A considerable portion of the phone’s consumer price (nearly a fifth!) goes to taxes. This includes the value-added tax (VAT) as well as WEEE, a European Community directive which sets targets for the collection, recycling and recovery of consumer electronics. It also covers margins for our reseller partners to ensure that they can pay for costs and services related to distributing the phone as well as receive a marginal profit. Once the taxes are paid and these margins are taken into account, we receive an average of €407 for each Fairphone 2 sold.

The majority of the phone’s retail price (65%) is dedicated to making the actual product. This process includes everything from manufacturing (components, assembly line rental and labor) to royalties and logistics (like packaging and insurance). Because these manufacturing and assembly costs are not yet fixed, this is still an indication.

These are the costs our manufacturing partner Hi-P estimates for these activities, which they are responsible for paying directly, eg the workforce, assembly line and equipment. To understand more about wages and our projects in this area, please read about the Social Assessment Program at Hi-P and overview of the Worker Welfare Fund. The modular design of the Fairphone 2 does not represent a major increase in the materials costs versus a more “traditional” smartphone. However, the size of our company significantly impacts our expenses. As a small manufacturer with a limited production run, materials represent a larger-than-average portion of our costs.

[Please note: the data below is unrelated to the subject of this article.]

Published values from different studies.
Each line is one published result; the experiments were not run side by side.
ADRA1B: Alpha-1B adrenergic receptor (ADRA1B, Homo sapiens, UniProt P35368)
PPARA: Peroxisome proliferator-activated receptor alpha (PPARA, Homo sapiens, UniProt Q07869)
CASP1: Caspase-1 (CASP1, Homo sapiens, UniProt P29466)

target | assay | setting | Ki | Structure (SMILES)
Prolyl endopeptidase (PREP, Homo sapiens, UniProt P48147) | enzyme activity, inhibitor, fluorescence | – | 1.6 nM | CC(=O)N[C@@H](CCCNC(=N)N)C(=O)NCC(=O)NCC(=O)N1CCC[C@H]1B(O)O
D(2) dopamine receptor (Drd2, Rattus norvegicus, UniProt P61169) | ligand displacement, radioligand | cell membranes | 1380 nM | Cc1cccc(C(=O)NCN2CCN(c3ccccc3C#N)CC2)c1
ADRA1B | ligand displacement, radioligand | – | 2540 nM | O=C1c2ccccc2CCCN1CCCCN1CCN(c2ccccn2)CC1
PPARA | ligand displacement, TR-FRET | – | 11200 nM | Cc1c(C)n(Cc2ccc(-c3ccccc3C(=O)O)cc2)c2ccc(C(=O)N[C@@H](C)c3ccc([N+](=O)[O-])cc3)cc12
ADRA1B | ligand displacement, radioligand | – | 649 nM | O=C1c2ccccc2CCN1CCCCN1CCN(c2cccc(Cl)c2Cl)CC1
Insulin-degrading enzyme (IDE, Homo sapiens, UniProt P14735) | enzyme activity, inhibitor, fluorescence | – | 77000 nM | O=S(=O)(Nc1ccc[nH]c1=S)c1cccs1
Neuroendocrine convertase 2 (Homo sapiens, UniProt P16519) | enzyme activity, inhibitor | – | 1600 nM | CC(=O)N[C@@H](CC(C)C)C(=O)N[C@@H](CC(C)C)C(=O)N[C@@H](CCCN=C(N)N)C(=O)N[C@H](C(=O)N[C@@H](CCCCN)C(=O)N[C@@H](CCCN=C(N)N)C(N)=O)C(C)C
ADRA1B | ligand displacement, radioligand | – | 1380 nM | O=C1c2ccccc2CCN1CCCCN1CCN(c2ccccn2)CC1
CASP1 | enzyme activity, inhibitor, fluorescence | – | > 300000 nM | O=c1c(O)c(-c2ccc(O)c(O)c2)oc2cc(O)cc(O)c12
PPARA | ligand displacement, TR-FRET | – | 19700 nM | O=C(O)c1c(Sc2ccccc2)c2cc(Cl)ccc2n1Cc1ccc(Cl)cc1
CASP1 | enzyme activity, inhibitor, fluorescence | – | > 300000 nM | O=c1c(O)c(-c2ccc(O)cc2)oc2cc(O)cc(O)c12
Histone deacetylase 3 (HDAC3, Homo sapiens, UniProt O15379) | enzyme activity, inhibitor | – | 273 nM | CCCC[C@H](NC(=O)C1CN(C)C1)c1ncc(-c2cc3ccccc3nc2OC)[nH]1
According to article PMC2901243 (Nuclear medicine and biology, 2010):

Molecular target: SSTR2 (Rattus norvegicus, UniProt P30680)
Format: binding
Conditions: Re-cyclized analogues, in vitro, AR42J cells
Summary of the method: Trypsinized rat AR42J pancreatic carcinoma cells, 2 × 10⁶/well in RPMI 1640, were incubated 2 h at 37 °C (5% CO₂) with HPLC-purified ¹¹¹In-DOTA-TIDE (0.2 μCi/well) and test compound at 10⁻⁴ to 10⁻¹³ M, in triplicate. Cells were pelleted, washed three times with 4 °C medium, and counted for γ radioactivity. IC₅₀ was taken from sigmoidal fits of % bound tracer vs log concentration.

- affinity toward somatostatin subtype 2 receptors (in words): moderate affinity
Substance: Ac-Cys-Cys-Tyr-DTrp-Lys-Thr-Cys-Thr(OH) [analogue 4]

The modular design of the Fairphone 2 does not represent a major increase in the materials costs versus a more “traditional” smartphone. However, the size of our company significantly impacts our expenses.

Our product costs also account for projects and premiums designed for social innovation projects like contributing to a Worker Welfare Fund at our production partner in China and an e-waste collection program in Ghana.


Finance Director Fabio checking over the numbers.
Fairphone invests in product development as well as social innovation. For the Fairphone 2, we invested a considerable amount to create an original modular design that incorporates our values of openness, longevity and repairability. Besides supporting the creation of our phones, many of our internal teams also research and manage projects that influence a more ethical supply chain. We invest in continuing existing projects like sourcing conflict-free tin and tantalum from the Democratic Republic of the Congo, as well as exploring new projects like exporting conflict-free tungsten from Rwanda and integrating Fairtrade gold. Compared to the other figures in this overview, the total of this investment is divided over 250,000 phones, which we expect to sell over a period of two to three years.